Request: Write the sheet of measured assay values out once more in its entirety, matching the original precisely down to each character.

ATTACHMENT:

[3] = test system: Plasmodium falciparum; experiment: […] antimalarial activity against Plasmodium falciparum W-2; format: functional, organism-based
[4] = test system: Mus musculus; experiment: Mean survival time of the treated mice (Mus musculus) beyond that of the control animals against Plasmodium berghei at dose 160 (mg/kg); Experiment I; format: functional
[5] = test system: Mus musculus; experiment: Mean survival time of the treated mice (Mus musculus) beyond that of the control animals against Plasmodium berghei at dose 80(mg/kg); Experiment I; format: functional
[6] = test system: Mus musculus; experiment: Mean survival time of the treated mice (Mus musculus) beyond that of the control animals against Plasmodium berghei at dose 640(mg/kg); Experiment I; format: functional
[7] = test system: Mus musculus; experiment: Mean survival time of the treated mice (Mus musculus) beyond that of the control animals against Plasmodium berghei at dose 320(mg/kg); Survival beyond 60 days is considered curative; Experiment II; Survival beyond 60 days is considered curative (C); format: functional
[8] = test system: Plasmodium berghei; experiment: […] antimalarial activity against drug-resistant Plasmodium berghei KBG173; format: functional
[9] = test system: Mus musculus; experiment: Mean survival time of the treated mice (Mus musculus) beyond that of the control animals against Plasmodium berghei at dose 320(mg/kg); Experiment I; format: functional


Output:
[3] = test system: Plasmodium falciparum; experiment: […] antimalarial activity against Plasmodium falciparum W-2; format: functional, organism-based
[4] = test system: Mus musculus; experiment: Mean survival time of the treated mice (Mus musculus) beyond that of the control animals against Plasmodium berghei at dose 160 (mg/kg); Experiment I; format: functional
[5] = test system: Mus musculus; experiment: Mean survival time of the treated mice (Mus musculus) beyond that of the control animals against Plasmodium berghei at dose 80(mg/kg); Experiment I; format: functional
[6] = test system: Mus musculus; experiment: Mean survival time of the treated mice (Mus musculus) beyond that of the control animals against Plasmodium berghei at dose 640(mg/kg); Experiment I; format: functional
[7] = test system: Mus musculus; experiment: Mean survival time of the treated mice (Mus musculus) beyond that of the control animals against Plasmodium berghei at dose 320(mg/kg); Survival beyond 60 days is considered curative; Experiment II; Survival beyond 60 days is considered curative (C); format: functional
[8] = test system: Plasmodium berghei; experiment: […] antimalarial activity against drug-resistant Plasmodium berghei KBG173; format: functional
[9] = test system: Mus musculus; experiment: Mean survival time of the treated mice (Mus musculus) beyond that of the control animals against Plasmodium berghei at dose 320(mg/kg); Experiment I; format: functional